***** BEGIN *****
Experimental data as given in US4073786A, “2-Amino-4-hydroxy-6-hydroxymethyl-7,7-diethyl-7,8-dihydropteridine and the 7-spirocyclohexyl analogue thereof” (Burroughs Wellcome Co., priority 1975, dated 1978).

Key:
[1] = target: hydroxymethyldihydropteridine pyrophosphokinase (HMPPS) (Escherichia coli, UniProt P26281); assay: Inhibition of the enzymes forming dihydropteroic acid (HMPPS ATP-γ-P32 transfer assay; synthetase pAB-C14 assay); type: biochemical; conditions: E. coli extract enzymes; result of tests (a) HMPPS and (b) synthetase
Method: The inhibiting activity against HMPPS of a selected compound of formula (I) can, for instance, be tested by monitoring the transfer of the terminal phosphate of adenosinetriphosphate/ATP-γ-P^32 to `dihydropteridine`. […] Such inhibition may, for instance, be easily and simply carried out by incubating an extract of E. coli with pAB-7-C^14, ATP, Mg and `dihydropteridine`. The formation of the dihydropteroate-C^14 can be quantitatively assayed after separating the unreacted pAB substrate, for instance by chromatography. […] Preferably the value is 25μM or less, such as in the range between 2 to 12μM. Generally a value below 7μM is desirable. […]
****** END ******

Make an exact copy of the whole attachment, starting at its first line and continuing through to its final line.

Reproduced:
Experimental data as given in US4073786A, “2-Amino-4-hydroxy-6-hydroxymethyl-7,7-diethyl-7,8-dihydropteridine and the 7-spirocyclohexyl analogue thereof” (Burroughs Wellcome Co., priority 1975, dated 1978).

Key:
[1] = target: hydroxymethyldihydropteridine pyrophosphokinase (HMPPS) (Escherichia coli, UniProt P26281); assay: Inhibition of the enzymes forming dihydropteroic acid (HMPPS ATP-γ-P32 transfer assay; synthetase pAB-C14 assay); type: biochemical; conditions: E. coli extract enzymes; result of tests (a) HMPPS and (b) synthetase
Method: The inhibiting activity against HMPPS of a selected compound of formula (I) can, for instance, be tested by monitoring the transfer of the terminal phosphate of adenosinetriphosphate/ATP-γ-P^32 to `dihydropteridine`. […] Such inhibition may, for instance, be easily and simply carried out by incubating an extract of E. coli with pAB-7-C^14, ATP, Mg and `dihydropteridine`. The formation of the dihydropteroate-C^14 can be quantitatively assayed after separating the unreacted pAB substrate, for instance by chromatography. […] Preferably the value is 25μM or less, such as in the range between 2 to 12μM. Generally a value below 7μM is desirable. […]